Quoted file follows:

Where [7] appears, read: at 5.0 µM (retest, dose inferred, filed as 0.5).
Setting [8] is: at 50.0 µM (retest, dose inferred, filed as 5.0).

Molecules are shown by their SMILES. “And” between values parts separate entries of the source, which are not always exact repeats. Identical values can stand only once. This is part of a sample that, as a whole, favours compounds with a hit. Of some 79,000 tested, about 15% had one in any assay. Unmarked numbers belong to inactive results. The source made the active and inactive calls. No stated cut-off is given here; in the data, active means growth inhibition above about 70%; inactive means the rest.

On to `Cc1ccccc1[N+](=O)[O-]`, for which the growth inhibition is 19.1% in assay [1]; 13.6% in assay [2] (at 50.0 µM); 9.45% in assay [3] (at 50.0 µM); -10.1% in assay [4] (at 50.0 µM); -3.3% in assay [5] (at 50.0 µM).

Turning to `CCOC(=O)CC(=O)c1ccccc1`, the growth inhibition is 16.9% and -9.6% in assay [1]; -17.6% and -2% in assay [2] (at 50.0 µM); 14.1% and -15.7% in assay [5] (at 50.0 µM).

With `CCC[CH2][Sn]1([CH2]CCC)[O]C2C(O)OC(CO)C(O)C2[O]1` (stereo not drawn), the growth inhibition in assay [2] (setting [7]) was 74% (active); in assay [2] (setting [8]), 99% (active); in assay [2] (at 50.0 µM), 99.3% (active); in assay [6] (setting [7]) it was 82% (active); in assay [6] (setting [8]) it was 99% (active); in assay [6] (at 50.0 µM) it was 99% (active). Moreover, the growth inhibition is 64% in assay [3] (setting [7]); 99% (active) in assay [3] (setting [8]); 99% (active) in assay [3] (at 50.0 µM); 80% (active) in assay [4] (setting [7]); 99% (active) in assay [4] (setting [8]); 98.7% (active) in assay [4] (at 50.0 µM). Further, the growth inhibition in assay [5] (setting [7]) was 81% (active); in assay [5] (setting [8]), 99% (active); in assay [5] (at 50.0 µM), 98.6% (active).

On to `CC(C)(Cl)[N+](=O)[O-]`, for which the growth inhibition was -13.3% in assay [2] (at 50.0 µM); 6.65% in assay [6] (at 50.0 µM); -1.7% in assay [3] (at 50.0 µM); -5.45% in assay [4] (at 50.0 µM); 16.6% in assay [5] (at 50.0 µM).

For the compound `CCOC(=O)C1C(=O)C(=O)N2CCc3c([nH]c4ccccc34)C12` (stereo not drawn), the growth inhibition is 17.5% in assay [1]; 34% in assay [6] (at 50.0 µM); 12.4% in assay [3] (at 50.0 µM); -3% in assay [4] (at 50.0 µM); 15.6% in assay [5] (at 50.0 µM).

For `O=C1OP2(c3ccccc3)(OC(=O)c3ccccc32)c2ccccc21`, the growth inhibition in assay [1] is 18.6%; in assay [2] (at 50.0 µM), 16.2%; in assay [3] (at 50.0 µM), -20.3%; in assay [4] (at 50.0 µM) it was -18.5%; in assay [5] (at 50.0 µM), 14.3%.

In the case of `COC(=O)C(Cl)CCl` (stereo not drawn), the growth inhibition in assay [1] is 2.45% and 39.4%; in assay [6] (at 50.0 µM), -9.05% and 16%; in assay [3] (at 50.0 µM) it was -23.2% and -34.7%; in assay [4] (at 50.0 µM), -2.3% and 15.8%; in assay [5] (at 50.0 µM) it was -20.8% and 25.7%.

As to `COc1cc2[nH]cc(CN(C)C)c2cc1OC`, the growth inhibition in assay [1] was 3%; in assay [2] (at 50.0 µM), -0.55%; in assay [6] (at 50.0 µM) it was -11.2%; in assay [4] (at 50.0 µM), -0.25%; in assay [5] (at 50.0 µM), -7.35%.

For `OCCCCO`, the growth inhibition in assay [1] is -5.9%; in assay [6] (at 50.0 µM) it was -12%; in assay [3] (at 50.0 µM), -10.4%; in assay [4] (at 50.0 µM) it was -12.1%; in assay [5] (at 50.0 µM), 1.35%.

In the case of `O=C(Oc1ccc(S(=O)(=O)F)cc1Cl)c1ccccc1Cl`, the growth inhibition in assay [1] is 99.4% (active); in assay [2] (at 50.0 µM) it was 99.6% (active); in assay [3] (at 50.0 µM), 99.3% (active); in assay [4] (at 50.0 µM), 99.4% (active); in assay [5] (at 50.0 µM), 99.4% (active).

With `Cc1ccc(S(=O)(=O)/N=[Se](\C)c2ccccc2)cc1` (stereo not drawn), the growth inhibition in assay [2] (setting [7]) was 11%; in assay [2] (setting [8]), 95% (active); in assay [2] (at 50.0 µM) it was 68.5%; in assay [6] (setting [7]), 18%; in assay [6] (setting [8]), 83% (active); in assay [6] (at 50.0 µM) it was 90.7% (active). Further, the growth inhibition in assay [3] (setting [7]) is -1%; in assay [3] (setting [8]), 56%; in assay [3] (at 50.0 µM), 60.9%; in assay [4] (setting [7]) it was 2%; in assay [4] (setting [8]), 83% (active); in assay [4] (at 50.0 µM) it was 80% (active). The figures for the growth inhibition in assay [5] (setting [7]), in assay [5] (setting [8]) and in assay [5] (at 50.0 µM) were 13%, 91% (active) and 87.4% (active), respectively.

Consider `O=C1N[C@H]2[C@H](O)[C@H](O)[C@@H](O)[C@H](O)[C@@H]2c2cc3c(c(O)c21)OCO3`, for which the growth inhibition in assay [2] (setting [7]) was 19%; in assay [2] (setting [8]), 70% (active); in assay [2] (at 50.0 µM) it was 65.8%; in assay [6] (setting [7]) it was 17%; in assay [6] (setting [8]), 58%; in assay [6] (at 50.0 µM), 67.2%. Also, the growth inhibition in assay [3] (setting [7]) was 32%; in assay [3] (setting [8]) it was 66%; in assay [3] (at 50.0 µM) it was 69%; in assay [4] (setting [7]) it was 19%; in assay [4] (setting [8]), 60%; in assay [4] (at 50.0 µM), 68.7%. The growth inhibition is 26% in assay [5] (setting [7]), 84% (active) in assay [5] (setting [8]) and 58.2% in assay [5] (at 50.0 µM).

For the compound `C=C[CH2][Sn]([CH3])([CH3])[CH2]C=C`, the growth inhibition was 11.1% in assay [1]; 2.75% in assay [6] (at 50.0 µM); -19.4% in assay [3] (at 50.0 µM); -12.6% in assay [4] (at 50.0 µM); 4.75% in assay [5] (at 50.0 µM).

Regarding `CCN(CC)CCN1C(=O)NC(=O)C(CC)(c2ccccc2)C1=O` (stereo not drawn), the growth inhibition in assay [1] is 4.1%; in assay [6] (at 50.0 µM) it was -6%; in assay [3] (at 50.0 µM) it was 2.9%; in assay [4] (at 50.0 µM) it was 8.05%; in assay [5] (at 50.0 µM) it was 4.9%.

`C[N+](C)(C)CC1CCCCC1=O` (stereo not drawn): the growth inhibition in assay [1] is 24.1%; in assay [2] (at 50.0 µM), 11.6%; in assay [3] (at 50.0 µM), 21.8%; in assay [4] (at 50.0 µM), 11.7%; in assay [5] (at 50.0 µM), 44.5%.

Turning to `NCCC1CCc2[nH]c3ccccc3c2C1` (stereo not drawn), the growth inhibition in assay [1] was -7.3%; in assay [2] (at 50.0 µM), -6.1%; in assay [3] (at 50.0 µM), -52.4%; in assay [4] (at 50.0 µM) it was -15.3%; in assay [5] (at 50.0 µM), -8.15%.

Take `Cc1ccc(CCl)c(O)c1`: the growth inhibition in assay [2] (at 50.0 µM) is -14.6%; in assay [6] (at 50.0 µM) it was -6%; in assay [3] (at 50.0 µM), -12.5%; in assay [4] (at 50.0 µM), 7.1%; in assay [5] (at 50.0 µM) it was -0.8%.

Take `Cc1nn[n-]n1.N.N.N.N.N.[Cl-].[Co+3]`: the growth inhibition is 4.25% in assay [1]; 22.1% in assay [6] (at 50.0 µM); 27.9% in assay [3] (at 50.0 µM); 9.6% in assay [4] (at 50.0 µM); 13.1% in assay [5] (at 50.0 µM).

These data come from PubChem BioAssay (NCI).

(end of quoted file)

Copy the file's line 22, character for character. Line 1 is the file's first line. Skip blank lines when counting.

These data come from PubChem BioAssay (NCI).